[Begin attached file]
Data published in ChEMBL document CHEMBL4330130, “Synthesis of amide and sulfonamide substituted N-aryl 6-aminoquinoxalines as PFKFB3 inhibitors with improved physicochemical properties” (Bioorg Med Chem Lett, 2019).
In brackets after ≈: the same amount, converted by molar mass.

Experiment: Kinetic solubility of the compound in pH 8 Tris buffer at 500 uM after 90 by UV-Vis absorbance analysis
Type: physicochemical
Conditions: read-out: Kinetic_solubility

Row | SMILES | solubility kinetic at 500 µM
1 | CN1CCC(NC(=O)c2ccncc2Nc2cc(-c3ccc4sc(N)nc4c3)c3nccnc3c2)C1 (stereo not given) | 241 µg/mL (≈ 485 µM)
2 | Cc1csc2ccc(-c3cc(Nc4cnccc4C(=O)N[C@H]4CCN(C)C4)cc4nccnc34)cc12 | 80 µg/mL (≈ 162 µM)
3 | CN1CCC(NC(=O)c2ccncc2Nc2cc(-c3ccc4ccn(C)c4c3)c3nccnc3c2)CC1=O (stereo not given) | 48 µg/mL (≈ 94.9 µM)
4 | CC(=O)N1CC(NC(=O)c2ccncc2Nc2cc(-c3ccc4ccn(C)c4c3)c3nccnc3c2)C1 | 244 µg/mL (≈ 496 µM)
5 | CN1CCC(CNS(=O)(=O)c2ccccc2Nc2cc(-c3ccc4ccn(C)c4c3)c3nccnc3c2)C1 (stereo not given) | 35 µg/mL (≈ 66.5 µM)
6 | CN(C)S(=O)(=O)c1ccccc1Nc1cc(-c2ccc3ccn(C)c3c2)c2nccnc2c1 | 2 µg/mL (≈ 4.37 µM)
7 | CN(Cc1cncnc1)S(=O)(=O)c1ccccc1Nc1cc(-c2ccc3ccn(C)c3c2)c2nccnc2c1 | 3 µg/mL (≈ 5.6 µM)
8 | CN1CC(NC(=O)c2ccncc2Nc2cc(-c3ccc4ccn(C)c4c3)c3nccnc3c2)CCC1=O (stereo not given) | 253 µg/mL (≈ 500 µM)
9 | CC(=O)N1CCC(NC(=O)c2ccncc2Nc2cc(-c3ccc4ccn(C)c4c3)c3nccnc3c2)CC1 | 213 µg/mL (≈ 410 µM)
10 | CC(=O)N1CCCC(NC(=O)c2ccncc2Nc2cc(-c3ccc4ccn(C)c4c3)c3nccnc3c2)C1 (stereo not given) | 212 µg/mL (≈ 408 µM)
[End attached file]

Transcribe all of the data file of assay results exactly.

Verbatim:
Data published in ChEMBL document CHEMBL4330130, “Synthesis of amide and sulfonamide substituted N-aryl 6-aminoquinoxalines as PFKFB3 inhibitors with improved physicochemical properties” (Bioorg Med Chem Lett, 2019).
In brackets after ≈: the same amount, converted by molar mass.

Experiment: Kinetic solubility of the compound in pH 8 Tris buffer at 500 uM after 90 by UV-Vis absorbance analysis
Type: physicochemical
Conditions: read-out: Kinetic_solubility

Row | SMILES | solubility kinetic at 500 µM
1 | CN1CCC(NC(=O)c2ccncc2Nc2cc(-c3ccc4sc(N)nc4c3)c3nccnc3c2)C1 (stereo not given) | 241 µg/mL (≈ 485 µM)
2 | Cc1csc2ccc(-c3cc(Nc4cnccc4C(=O)N[C@H]4CCN(C)C4)cc4nccnc34)cc12 | 80 µg/mL (≈ 162 µM)
3 | CN1CCC(NC(=O)c2ccncc2Nc2cc(-c3ccc4ccn(C)c4c3)c3nccnc3c2)CC1=O (stereo not given) | 48 µg/mL (≈ 94.9 µM)
4 | CC(=O)N1CC(NC(=O)c2ccncc2Nc2cc(-c3ccc4ccn(C)c4c3)c3nccnc3c2)C1 | 244 µg/mL (≈ 496 µM)
5 | CN1CCC(CNS(=O)(=O)c2ccccc2Nc2cc(-c3ccc4ccn(C)c4c3)c3nccnc3c2)C1 (stereo not given) | 35 µg/mL (≈ 66.5 µM)
6 | CN(C)S(=O)(=O)c1ccccc1Nc1cc(-c2ccc3ccn(C)c3c2)c2nccnc2c1 | 2 µg/mL (≈ 4.37 µM)
7 | CN(Cc1cncnc1)S(=O)(=O)c1ccccc1Nc1cc(-c2ccc3ccn(C)c3c2)c2nccnc2c1 | 3 µg/mL (≈ 5.6 µM)
8 | CN1CC(NC(=O)c2ccncc2Nc2cc(-c3ccc4ccn(C)c4c3)c3nccnc3c2)CCC1=O (stereo not given) | 253 µg/mL (≈ 500 µM)
9 | CC(=O)N1CCC(NC(=O)c2ccncc2Nc2cc(-c3ccc4ccn(C)c4c3)c3nccnc3c2)CC1 | 213 µg/mL (≈ 410 µM)
10 | CC(=O)N1CCCC(NC(=O)c2ccncc2Nc2cc(-c3ccc4ccn(C)c4c3)c3nccnc3c2)C1 (stereo not given) | 212 µg/mL (≈ 408 µM)